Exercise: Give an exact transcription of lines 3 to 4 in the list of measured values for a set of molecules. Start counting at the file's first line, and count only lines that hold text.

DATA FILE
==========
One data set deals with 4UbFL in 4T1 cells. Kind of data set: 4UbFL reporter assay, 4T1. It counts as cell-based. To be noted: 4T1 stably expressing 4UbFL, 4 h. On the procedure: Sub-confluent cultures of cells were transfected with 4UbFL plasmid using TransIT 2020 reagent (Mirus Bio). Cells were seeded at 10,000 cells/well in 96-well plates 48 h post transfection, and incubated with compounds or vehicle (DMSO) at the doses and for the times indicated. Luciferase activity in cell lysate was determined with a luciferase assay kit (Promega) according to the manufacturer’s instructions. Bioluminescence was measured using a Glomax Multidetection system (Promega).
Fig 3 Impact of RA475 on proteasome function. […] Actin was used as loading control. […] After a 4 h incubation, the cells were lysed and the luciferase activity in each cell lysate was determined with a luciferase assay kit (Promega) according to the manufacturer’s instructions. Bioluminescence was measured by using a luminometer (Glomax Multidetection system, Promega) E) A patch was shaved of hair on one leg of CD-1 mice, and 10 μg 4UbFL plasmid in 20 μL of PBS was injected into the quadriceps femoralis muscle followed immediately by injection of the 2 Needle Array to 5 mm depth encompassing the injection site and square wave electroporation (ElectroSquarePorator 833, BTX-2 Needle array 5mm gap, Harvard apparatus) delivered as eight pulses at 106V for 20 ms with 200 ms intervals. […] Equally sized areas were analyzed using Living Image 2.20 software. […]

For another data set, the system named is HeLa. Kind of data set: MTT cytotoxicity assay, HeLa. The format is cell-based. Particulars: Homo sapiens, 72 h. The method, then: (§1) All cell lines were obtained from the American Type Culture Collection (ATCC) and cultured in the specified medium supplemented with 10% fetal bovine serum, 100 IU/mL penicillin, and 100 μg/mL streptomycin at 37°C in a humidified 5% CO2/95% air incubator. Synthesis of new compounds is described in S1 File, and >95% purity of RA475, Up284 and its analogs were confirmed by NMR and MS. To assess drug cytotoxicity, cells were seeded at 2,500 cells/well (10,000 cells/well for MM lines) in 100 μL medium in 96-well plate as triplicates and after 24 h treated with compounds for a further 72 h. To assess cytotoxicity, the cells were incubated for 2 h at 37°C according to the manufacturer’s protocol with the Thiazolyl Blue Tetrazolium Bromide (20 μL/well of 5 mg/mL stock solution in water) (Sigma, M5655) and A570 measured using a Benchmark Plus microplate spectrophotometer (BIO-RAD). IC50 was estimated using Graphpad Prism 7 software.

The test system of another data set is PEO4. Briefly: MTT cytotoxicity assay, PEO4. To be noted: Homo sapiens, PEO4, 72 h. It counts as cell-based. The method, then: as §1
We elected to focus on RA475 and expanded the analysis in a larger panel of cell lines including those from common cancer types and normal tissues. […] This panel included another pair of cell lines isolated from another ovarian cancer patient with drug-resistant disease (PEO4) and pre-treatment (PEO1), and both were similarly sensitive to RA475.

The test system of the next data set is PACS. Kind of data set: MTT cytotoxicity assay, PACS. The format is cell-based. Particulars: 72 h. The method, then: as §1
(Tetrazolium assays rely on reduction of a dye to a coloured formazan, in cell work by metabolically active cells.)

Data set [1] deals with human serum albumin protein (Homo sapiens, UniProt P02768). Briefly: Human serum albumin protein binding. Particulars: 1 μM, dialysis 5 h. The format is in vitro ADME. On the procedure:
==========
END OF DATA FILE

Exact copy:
For another data set, the system named is HeLa. Kind of data set: MTT cytotoxicity assay, HeLa. The format is cell-based. Particulars: Homo sapiens, 72 h. The method, then: (§1) All cell lines were obtained from the American Type Culture Collection (ATCC) and cultured in the specified medium supplemented with 10% fetal bovine serum, 100 IU/mL penicillin, and 100 μg/mL streptomycin at 37°C in a humidified 5% CO2/95% air incubator. Synthesis of new compounds is described in S1 File, and >95% purity of RA475, Up284 and its analogs were confirmed by NMR and MS. To assess drug cytotoxicity, cells were seeded at 2,500 cells/well (10,000 cells/well for MM lines) in 100 μL medium in 96-well plate as triplicates and after 24 h treated with compounds for a further 72 h. To assess cytotoxicity, the cells were incubated for 2 h at 37°C according to the manufacturer’s protocol with the Thiazolyl Blue Tetrazolium Bromide (20 μL/well of 5 mg/mL stock solution in water) (Sigma, M5655) and A570 measured using a Benchmark Plus microplate spectrophotometer (BIO-RAD). IC50 was estimated using Graphpad Prism 7 software.

The test system of another data set is PEO4. Briefly: MTT cytotoxicity assay, PEO4. To be noted: Homo sapiens, PEO4, 72 h. It counts as cell-based. The method, then: as §1